As we responded to the news of school closures last week, Year 7, 10 and 11 students took time in assemblies to reflect on how they could take steps to promote their wellbeing during the uncertainty of the current times, particularly as we adapt to social distancing measures, including school closures.
The basis for these assemblies was the Five Ways to Wellbeing research conducted by the New Economics Foundation and used by the NHS and a range of leading Mental Health charities including Mind.
The research identified five key things it is valuable to incorporate as part of our daily lives in order to help build resilience, boost our wellbeing and maintain positive mental health. These Five Ways to Wellbeing are: to connect, to keep learning, to be active, to give and to take notice.
In the current climate, a degree of creativity is needed if we are to do each of these things safely and while following government guidance on social distancing, however our staff and students had some excellent ideas about how they could focus on each area even while remaining in the home. We will share some below and look forward to hearing of other ways members from across our school community are working to consider these.
Feeling close to and valued by others is important. Given the current advice about social distancing, students considered how to maintain positive connections with those they may not see in person for a while, such as older family members and friends. We also considered how to maintain positive relationships with those we live with while adjusting to spending considerably more time together at home.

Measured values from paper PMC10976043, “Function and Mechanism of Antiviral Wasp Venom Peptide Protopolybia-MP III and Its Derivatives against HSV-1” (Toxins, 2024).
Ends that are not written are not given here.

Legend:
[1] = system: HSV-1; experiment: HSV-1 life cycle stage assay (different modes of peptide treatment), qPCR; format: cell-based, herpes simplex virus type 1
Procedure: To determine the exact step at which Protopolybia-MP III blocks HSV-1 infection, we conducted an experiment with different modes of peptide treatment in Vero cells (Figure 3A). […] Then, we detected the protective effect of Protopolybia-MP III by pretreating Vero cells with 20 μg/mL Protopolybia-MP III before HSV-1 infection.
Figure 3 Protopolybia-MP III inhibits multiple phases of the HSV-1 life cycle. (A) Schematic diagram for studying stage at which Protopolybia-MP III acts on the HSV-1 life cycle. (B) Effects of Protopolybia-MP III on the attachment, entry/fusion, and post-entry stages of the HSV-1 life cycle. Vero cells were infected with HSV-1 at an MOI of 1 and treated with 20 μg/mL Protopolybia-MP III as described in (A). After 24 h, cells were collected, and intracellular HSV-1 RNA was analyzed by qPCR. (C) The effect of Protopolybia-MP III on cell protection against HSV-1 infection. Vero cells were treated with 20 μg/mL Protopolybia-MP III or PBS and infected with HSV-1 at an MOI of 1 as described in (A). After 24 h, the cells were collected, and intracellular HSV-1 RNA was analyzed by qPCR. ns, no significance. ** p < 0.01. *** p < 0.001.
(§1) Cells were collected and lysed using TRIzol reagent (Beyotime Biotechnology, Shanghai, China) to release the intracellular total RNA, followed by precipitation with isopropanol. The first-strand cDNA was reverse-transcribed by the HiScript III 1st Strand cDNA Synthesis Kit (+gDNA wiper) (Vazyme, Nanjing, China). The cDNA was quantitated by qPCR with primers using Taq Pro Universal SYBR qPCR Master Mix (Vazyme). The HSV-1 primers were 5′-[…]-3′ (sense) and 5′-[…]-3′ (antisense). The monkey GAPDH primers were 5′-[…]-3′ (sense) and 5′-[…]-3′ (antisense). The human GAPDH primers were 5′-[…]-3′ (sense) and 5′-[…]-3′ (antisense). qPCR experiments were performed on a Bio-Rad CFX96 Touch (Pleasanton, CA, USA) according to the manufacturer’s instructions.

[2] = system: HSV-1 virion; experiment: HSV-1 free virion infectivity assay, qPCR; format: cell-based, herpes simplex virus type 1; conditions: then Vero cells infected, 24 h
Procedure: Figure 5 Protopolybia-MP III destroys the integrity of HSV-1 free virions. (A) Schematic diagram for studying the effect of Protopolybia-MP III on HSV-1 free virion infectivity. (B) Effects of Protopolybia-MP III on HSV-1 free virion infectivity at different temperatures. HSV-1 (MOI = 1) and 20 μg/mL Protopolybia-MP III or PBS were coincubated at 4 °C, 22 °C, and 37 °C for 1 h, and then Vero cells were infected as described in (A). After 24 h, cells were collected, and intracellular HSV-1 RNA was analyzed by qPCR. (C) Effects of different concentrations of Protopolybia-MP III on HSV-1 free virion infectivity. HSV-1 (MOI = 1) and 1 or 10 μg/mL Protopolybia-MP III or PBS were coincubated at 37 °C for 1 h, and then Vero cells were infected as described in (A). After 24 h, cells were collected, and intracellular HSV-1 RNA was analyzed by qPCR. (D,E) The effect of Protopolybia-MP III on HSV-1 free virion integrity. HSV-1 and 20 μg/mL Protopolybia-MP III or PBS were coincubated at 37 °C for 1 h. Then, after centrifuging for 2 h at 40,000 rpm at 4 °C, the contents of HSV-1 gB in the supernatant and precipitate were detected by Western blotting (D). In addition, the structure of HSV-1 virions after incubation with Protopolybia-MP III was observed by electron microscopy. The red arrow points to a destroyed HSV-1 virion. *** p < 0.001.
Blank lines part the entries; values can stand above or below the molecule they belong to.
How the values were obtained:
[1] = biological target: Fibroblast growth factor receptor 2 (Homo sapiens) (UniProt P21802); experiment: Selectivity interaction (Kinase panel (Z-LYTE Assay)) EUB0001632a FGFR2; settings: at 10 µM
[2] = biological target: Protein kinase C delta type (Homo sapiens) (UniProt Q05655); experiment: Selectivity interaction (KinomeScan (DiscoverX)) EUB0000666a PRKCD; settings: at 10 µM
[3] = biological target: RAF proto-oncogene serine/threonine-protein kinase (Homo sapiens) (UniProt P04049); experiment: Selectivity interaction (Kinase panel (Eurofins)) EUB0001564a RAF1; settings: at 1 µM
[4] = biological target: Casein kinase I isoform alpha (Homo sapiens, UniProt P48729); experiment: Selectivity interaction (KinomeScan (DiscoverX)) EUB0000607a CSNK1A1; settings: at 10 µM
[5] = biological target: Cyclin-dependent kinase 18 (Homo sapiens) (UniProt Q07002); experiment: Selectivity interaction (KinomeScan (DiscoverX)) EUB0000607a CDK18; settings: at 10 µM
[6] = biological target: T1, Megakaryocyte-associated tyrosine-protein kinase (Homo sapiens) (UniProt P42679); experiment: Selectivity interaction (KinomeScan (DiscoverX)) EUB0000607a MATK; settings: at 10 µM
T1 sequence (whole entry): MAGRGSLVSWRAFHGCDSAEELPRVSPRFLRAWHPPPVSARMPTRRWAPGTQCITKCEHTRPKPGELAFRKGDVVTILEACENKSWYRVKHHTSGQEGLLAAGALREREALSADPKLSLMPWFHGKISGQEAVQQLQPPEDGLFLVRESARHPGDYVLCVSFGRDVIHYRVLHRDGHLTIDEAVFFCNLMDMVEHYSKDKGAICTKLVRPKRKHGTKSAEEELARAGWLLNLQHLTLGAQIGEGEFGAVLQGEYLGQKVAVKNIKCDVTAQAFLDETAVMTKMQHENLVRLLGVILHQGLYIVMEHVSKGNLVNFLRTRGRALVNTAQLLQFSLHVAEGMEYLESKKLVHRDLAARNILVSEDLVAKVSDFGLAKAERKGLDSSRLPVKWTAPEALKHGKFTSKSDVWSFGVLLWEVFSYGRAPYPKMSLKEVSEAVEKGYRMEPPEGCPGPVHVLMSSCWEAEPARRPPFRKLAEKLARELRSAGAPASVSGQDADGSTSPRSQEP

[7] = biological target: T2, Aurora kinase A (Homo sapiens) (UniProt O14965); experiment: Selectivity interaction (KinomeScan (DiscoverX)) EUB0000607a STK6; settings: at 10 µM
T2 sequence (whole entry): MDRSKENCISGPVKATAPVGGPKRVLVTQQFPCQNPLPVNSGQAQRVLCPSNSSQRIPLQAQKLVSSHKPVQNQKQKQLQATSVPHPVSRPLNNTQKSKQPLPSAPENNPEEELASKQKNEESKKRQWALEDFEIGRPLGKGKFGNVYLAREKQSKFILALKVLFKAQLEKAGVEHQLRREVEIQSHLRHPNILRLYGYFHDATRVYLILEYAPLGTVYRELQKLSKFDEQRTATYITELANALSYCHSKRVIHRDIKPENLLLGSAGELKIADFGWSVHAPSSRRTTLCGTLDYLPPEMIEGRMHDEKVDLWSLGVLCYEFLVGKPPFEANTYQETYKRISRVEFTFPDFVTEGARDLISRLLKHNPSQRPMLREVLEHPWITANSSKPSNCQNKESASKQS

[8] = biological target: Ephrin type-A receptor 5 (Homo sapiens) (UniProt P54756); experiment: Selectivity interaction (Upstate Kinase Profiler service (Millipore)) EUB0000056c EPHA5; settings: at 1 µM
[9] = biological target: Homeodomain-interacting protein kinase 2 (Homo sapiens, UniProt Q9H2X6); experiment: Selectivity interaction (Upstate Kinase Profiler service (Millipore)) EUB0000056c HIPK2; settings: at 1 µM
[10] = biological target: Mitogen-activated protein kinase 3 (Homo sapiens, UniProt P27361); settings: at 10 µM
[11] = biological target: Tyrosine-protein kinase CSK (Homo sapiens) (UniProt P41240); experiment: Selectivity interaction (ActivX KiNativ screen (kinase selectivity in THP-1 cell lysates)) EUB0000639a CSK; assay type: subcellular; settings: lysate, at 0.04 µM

Some top tips:
- Make the most of the technology we have available to help us stay in touch with family and friends in a meaningful way; schedule in time for Facetime / Skype catch ups with family who we don’t live with, or get out some paper or cards and spend some time writing letters that might brighten up someone’s day.
- Think carefully about how we are connecting with others on social media and ensure that we are being mindful of how comments and messages may make others feel. Think also about what limits we put on our social media use; It’s important to have some time away from the steady stream of messages and updates. Purposeful, positive and intentional interactions are much better than a continual drip-feed of updates.
- Take time to enjoy the company of family; dig out the board games or puzzles or work on something you enjoy together. Ask others how they are feeling and really listen to their answers.
- Stay connected with St Bart’s; read BartholoNews and SchoolComms messages from staff to stay up to date with what’s happening across the school community.
Research continually shows how positive learning can be for your mental health. Beyond that, once school reopens and your classroom based learning begins again you’ll want to be ready.
Some top tips:
- If you are well, make sure you are staying on top of the work that is being set for you by class teachers and that you are submitting work when asked to.
- Take responsibility for your own learning at home; establish routines to help, like regular times of the day you will work and some ways you will reward yourself for work completed.
- Beyond completing schoolwork, there are many other ways to keep learning while you are at home. Reading has to be top our list of things to do while you are at home, but it’s also a unique opportunity to invest time learning beyond our school curriculum; is there a language you’d like to learn, or a new skill like origami or knitting you could find tutorials for online? There are many providers offering free online resources and we will share more of these in the coming weeks.